By Rudolf Bernet
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Additional resources for An introduction to Husserlian phenomenology
It is in this sense that Karl Mannheim, for instance, distinguishes it from the concept of ideology: Utopias too transcend the social situation, for they too orient conduct towards elements which the situation, in so far as it is realized at the time, does not contain. e. they are not ideologies in the measure and in so far as they succeed through counteractivity in transforming the existing historical reality into one more in accord with their own conceptions. (176) It is also in this context that Arnhelm Neusüss does not give utopia an unreal or chimerical meaning, but a real one, in the sense that utopia denies the reality which factually unravels before it: “It is not within the positive determination of what it wants, but in the denial of what it does not want, that the utopian intention becomes concrete.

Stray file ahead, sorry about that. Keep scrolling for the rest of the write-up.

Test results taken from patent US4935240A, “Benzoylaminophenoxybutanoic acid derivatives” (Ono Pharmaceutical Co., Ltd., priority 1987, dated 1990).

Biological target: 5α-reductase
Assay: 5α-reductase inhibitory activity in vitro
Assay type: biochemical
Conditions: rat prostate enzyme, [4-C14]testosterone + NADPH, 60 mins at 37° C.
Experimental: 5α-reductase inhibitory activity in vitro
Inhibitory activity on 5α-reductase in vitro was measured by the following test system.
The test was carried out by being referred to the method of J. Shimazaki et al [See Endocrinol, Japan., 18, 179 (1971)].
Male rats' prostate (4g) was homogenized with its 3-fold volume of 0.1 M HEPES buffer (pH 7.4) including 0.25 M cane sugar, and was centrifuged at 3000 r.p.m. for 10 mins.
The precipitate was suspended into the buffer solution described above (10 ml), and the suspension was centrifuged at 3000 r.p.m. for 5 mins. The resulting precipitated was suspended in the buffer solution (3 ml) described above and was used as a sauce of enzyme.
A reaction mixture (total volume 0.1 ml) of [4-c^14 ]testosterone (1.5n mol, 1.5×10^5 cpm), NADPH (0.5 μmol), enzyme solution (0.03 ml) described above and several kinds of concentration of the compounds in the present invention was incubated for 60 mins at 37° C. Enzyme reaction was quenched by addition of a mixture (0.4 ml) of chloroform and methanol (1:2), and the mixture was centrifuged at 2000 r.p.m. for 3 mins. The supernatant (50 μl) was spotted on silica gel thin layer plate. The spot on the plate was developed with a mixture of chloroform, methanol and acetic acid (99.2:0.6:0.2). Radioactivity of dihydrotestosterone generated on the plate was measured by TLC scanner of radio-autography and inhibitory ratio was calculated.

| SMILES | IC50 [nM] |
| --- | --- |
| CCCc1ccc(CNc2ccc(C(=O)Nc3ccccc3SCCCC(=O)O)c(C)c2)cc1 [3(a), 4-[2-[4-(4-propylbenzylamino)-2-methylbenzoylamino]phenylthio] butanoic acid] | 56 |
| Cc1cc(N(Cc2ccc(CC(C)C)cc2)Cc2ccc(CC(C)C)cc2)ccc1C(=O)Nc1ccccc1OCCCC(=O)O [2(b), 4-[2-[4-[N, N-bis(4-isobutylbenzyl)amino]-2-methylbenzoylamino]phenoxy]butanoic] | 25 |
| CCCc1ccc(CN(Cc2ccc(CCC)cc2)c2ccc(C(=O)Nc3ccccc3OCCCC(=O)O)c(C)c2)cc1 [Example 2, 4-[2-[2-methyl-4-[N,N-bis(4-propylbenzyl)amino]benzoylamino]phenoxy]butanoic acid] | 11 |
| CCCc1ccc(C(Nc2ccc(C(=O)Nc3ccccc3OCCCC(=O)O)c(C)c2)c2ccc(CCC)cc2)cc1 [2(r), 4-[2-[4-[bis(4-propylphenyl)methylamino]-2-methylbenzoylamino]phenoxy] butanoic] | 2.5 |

Above all, it is a utopia because, paradoxically, the postapocalyptic condition these works describe is a condition that is happy in its way, at least if we take into account the fact that the atomic catastrophe, weighing on us as an impending threat, is there imagined as having already happened, bringing with it a sort of freedom for the survivors. This sense of liberation, albeit always a paradoxical one, also hinges on a distancing from technology and its products, which is typical of the post-apocalyptic genre.
For our societies, it is no longer a question of inaugurating a different future, but, instead, of simulating this opening. This simulation legitimates contemporary societies by making them inherit the 34 EXISTENTIAL UTOPIA legacy of modernity through permanently invoking the “other” or the otherness of what is to come, yet making this “other” vanish into sameness. On the other hand, if in contemporary societies the act of calling upon the otherness of the future becomes a mere expression of centrifugal dynamism, then that which is still to come (l’avenir) is reduced to a simple promise banished outside factual time.
An introduction to Husserlian phenomenology by Rudolf Bernet